Judging from the fact that only one Google Summer of Code student proposed to work on VMFlexArray, it seems as though the concepts might be difficult for students to conceptualize.
For that reason, I built a small VMWare image that anyone can freely download to experiment with VMFlexArray.
In the process of doing so, I also converted FB4J to use JNA instead of JNI, and I'm very glad I did. The average refresh rate has now gone up by a significant factor to above 40 fps, and I haven't even begun to optimize anything.
The way I would suggest someone begin experimenting with VMFlexArray is as follows:
- Download and uncompress the VMWare image (there is a .vmdk inside the .vmwarevm folder for those who do not use Mac OS X / VMWare Fusion)
- Run the VMFlexArrayLinux virtual machine
- Log in with user 'root' and an empty password
- Run 'ifconfig eth0' and write down the IP address
- Open a terminal session on the host OS and ssh into the IP address from above (i.e. ssh root@[ip_addr])
- run the demo ./fb4jdemo
You should see a white background and some colourful balls bouncing around on the VMWare's virtual SVGA II device.
I hope you're curious enough to begin to dissect the demo being run.
After some investigation, it should become obvious that JamVM and Classpath are being used under the hood for java. One might also notice that there is a java compiler (javac) in the image courtesy of Eclipse Compiler for Java (ecj). Some clever people will probably also notice /var/db/pkg.sqfs, which is a SquashFS version Gentoo's database of installed packages (tying all installed free software back to source repositories).
Then, please take note that there is a portage overlay located at /usr/local/portage/java_overlay, as well as a patch located in /usr/src. The portage overlay represents changes required to demonstrate VMFlexArray using jamvm and gnu classpath. The patch in /usr/src represents the one patch required to perform double-buffering using the VMWare frame buffer.
I went to some length to ensure that my patch set was easy to reproduce. Therefore, all required changes to JamVM are located in my feature/vmflexarray-demo branch, and all required Classpath changes are located in my feature/vmflexarray-demo branch. Also, all required changes to JNA-Posix are in my branch feature/ioctl.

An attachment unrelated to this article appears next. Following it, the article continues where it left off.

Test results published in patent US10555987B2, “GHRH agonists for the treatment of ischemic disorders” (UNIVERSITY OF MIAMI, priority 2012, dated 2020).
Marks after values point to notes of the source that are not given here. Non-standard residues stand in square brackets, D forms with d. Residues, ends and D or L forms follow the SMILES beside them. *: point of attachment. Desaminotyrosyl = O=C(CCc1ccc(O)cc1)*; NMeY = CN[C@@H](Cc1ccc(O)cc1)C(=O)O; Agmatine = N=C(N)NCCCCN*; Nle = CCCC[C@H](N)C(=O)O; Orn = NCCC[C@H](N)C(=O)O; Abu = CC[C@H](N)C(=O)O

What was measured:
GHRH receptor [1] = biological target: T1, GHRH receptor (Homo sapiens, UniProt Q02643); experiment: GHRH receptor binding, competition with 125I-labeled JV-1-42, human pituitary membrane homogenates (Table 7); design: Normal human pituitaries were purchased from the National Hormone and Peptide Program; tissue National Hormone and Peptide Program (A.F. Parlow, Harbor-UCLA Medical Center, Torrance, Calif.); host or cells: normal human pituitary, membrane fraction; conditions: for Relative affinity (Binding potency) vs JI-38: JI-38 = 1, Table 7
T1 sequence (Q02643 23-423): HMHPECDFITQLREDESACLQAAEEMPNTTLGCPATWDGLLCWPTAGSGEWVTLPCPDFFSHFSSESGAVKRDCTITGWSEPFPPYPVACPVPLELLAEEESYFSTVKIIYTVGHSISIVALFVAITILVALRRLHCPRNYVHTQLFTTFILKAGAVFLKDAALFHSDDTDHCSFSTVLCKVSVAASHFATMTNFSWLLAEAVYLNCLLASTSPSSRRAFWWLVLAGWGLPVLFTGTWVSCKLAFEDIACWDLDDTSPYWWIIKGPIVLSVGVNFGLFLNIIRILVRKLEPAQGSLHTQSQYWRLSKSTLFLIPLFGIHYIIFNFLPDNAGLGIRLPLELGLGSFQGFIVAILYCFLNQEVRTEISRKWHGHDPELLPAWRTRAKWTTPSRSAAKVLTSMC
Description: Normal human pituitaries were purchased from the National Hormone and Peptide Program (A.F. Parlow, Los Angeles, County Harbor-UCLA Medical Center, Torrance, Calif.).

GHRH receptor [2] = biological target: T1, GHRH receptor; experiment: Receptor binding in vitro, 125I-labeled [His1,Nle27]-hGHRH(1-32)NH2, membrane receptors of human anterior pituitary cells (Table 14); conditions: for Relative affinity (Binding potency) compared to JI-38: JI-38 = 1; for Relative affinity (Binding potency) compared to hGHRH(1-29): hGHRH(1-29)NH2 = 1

My updated FB4J changes are currently in the feature/jna branch. These changes mean that FB4J does not require any of its own native components. They will be merged into master eventually, but I just need to a) clean up the README, and b) possibly machine-generate enums and constants from /usr/src/linux/fb.h
This is where it gets fun.
The next task in understanding VMFlexArray, for anyone who is curious, is to take the Fb4jDemo code and modify it to draw a different video effect. The good news is that there is a built-in java compiler (ecj) in the VMWare image, so that's rather easy.
Next, do something with FB4J that I haven't done yet - use it to read a Video 4 Linux device ;-) This will require you to roll your own kernel and add UVC, V4L, and other modules in.
Here's a screenshot of my latest run. Don't forget to download the compressed VMWare image to experiment with from here.
Happy frame buffer drawing!
In the mean time, I will continue to experiment on my end. Once I have some free time, I might attempt an OpenJDK port of the VMFlexArray changes.
Please note that the software is still very beta - e.g. I am currently getting an undiagnosed segfault after some time. I believe I ran into this problem before I did a major cleanup of the code, and will review it when I have some time.